Update: The USPTO has issued a federal register notice delaying the effective date of the non-DOCX surcharge fee from January 1, 2022 to January 1, 2023, giving applicants more time to adjust to filing their patent applications in DOCX format. Sections of this blog have been updated to reflect the delayed effective date of the surcharge.
Word-processing format for applications will be required for users next January 1 in order to avoid surcharge
DOCX is the latest result of the USPTO’s ongoing mission to modernize and streamline its patent application systems.
Now you can file patent application-related documents in this word-processing file format through EFS-Web and Patent Center. To improve application quality and efficiency, the USPTO will transition to DOCX for all filers on Jan. 1, 2022. PDFs will continue to be an option; however, a non-DOCX surcharge fee will be effective on that date.
DOCX is supported by many popular applications, such as Microsoft Word, Google Docs, and LibreOffice. As an open standard format, DOCX offers a safe and stable basis for authoring and processing intellectual property documents. Its benefits include:
- Increased efficiencies, eliminating the need to convert structured text into a PDF for filing.
- Higher data quality, reducing conversion errors that can occur when converting to a PDF file.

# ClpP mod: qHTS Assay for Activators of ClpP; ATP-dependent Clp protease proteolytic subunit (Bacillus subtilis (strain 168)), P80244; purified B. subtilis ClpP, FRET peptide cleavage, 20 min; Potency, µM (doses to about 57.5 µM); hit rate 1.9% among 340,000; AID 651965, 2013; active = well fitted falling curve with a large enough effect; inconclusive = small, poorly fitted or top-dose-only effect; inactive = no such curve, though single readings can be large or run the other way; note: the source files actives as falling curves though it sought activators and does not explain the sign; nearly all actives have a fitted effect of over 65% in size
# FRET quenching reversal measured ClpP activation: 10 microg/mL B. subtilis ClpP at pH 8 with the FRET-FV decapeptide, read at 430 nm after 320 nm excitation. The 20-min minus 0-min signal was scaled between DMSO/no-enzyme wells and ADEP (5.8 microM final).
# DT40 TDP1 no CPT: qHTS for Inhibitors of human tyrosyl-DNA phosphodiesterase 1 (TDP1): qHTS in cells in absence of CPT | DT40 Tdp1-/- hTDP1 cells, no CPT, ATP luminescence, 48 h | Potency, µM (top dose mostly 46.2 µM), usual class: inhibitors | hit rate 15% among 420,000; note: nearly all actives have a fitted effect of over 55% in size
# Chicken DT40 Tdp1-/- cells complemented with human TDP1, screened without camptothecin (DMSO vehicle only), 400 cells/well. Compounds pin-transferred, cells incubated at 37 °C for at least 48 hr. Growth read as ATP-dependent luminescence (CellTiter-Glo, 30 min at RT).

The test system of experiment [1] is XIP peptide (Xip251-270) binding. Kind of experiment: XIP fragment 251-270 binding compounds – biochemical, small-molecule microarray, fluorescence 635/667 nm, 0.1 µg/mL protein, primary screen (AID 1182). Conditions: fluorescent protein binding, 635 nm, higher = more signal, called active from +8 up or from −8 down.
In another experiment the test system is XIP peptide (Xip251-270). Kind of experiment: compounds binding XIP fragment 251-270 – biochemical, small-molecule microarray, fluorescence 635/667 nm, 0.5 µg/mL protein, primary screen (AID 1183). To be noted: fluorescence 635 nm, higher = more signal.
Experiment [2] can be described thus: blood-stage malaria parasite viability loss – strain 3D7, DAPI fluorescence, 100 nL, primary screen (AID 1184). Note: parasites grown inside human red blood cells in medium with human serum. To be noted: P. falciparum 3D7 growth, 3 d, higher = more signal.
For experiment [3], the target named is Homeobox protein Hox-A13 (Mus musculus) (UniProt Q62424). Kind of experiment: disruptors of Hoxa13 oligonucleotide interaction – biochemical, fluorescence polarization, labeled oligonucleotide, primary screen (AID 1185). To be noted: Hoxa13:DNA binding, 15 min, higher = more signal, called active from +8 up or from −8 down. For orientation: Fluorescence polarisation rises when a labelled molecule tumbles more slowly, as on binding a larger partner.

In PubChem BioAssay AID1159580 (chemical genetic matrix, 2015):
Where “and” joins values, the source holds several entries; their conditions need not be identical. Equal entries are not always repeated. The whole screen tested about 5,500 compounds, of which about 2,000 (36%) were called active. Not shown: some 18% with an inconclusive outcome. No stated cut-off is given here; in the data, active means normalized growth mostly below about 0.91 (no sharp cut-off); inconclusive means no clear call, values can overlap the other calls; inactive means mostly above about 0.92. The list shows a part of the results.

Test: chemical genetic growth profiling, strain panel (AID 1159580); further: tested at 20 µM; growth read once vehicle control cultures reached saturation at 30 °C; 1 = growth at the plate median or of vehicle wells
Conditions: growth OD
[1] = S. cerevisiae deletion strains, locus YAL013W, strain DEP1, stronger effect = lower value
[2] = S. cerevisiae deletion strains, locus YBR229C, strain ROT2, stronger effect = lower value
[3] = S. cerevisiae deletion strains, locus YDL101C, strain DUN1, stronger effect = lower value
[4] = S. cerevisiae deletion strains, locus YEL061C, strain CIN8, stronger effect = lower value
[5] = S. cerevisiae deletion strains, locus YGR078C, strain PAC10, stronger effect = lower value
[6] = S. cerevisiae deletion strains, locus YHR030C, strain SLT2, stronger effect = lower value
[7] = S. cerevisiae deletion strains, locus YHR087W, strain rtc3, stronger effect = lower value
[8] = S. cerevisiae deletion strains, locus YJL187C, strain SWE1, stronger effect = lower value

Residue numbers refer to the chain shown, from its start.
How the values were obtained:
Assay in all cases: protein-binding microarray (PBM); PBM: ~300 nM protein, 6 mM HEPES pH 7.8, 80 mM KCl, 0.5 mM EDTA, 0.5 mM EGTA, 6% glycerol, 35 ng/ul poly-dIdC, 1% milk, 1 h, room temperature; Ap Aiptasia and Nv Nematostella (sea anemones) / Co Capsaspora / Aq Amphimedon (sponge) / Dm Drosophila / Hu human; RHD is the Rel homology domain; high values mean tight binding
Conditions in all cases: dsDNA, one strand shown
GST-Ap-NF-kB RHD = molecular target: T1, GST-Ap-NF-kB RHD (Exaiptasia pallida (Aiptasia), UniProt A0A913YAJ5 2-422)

- A smarter interface that detects common errors, such as formatting errors, and provides instant feedback to prevent unnecessary delays in processing your application.
- Privacy, providing automatic metadata detection (e.g., Author and Comments) and removal features to support the submission of only substantive information in the DOCX file.
- Improved application quality, providing content-based validations pre-submission, identifying issues up front, and allowing for them to be addressed before examination begins.
- Ease of use via automated document indexing.
- Compatibility by eliminating the non-embedded font error, the most common obstacle in uploading a PDF, through uploading your file with supported fonts.
The USPTO published a Federal Register Notice last year and received helpful feedback that prompted a few changes during the transition to the DOCX format. Now, office actions are available in DOCX and XML formats with further enhanced DOCX features—including accepting DOCX for drawings in addition to the specification, claims, and abstract for certain applications.
Also, based on customer feedback, the submitted DOCX files will be adopted as the authoritative document. That change will simplify the filing process, allowing the applicant to only review the DOCX files before submission rather than reviewing the USPTO-generated PDF version.
The USPTO is offering DOCX training sessions and is ready to answer any questions you have about the new format. A DOCX information page, which includes FAQs, is at uspto.gov/patents/docx.
The training sessions will provide more information; demonstrate how to file and retrieve DOCX files in Patent Center, EFS-Web, and PAIR; and answer any questions.
Applicants can also file test submissions through Patent Center training mode to practice filing in DOCX. Training mode does not save or store data in USPTO systems.
There will be a listening session this fall to gather feedback and suggestions for further improving DOCX features.
For more information and to view frequently asked questions, visit the DOCX page of the USPTO website. If you need assistance, contact the Patent Electronic Business Center at [email protected] or 866-217-9197.